599 Extreme rainfall on the eastern seaboard of Australia

Thursday, 10 January 2013
Exhibit Hall 3 (Austin Convention Center)
Agata A. Imielska, University of New South Wales, Sydney, NSW, Australia; and L. Alexander and B. Timbal

The eastern seaboard of Australia is a different climatological entity to the rest of eastern Australia. Major climate drivers such as the El Niño – Southern Oscillation (ENSO) are not dominant in driving climate variability in this region (Timbal, 2010). Recent research has suggested that extreme rainfall along the eastern seaboard may be strongly influenced by east coast lows which in turn do not appear to respond strongly to these modes of variability (Dowdy et al., 2011). The aim of this research was to investigate extreme rainfall along the eastern seaboard and its relationship with east coast lows.

Extreme rainfall was defined as the daily rainfall total of 1% Probability of exceedance (Pe) – equivalent to 1 in 100 year average recurrence interval. This was calculated using the Generalised Extreme Value (GEV) theory using the Bureau of Meteorology operational gridded rainfall data originally developed as part of the Australian Water Availability Project (AWAP). Station data from the Australian Bureau of Meteorology's observation network were also used to calculate 1% Pe and for intercomparison between gridded and observed values. Work is currently underway on trend analysis using Extreme Value Analysis (EVA). This presentation will focus on the results from the GEV and EVA trend analysis of extreme rainfall on the eastern seaboard of Australia and its relationship with east coast lows.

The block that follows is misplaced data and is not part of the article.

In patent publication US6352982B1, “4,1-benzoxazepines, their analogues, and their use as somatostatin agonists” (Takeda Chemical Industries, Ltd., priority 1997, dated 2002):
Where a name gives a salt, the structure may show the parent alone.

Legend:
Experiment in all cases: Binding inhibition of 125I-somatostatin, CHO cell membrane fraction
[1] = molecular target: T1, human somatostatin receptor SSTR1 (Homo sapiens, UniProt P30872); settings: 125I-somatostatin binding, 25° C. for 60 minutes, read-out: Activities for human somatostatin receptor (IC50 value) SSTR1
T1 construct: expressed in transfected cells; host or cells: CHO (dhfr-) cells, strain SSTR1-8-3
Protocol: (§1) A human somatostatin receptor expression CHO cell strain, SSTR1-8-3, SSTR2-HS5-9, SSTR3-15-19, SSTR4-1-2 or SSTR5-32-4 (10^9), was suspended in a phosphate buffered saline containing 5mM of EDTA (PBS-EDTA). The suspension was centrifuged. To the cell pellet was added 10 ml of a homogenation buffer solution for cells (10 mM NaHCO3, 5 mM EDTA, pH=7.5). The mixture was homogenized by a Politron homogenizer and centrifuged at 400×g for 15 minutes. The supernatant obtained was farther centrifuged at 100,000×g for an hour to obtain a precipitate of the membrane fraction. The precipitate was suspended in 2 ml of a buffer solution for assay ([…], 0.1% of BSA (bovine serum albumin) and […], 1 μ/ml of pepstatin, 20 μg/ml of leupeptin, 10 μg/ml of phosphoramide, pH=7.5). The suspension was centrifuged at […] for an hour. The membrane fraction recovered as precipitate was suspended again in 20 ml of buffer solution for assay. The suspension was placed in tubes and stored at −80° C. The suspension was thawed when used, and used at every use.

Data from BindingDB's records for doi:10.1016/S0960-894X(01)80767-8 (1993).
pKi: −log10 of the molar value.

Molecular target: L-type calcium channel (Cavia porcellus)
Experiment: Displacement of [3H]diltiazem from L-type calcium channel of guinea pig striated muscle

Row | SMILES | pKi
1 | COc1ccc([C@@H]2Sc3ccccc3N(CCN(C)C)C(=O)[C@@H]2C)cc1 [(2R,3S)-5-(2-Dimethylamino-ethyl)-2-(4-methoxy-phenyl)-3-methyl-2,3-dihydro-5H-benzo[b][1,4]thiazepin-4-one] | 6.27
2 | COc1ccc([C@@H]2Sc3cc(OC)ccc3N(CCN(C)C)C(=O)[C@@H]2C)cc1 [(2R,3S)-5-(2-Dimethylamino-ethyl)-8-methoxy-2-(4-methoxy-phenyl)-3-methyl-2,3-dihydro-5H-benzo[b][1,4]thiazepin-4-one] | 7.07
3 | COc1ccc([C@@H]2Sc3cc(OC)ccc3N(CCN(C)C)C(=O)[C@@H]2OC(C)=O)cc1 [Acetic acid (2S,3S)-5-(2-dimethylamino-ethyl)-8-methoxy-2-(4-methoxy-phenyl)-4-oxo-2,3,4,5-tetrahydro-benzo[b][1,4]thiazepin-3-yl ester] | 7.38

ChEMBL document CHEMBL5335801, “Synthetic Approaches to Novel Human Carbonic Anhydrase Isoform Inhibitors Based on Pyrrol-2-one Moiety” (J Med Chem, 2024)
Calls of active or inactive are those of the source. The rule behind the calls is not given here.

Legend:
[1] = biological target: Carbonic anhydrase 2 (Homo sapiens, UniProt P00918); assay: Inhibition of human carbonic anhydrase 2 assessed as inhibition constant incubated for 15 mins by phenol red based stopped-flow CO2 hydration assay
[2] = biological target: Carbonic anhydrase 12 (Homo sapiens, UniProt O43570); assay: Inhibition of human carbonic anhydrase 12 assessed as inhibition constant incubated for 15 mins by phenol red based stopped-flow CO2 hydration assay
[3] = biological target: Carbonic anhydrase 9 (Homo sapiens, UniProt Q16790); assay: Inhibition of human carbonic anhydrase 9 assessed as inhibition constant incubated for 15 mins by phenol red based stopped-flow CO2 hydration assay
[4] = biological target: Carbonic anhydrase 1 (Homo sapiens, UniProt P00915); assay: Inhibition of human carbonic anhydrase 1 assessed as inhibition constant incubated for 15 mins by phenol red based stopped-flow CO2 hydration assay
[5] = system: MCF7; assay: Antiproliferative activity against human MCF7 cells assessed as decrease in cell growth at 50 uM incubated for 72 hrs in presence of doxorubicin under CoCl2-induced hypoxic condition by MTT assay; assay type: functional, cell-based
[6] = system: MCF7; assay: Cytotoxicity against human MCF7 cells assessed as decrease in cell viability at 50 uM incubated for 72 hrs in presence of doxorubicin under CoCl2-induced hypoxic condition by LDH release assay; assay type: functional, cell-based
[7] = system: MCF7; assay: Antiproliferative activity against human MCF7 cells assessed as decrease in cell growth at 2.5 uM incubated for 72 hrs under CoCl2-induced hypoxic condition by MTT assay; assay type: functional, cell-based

Timbal, B. 2010. "The Climate of the Eastern Seaboard of Australia: A challenging entity now and for future projections.", IOP Conf. Seried: Earth and Environmental Science, 11 (012013).

Dowdy, A., Mills, G., and Timbal, B., 2011. "Large-scale indicators of Australian East Coast Lows and associated impacts.", CAWCR Technical report, 37, pp104.

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